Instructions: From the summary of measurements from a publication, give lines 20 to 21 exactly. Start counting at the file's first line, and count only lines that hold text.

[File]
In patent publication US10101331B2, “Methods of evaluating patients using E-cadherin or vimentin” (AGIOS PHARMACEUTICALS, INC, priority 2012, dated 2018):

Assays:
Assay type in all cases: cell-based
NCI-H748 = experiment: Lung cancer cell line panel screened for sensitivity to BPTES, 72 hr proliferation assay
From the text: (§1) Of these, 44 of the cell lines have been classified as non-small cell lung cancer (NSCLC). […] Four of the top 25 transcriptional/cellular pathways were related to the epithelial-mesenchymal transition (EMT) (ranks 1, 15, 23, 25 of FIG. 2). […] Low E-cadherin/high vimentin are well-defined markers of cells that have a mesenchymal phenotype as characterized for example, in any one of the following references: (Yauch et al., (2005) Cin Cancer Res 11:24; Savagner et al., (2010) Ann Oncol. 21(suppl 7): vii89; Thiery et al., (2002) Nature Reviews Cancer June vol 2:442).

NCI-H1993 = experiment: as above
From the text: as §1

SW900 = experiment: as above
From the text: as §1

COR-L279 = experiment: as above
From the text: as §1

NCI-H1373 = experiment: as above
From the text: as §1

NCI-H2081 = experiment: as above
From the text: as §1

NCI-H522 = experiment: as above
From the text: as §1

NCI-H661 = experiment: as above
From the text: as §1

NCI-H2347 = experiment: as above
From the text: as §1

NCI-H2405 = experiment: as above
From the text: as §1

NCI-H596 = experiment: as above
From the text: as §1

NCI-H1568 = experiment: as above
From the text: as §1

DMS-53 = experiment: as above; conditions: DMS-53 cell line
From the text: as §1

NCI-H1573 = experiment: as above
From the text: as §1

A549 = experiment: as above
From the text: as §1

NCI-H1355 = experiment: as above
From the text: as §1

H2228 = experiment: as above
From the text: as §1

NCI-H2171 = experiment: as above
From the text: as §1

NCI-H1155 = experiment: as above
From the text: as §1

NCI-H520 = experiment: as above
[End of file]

NCI-H2347 = experiment: as above
From the text: as §1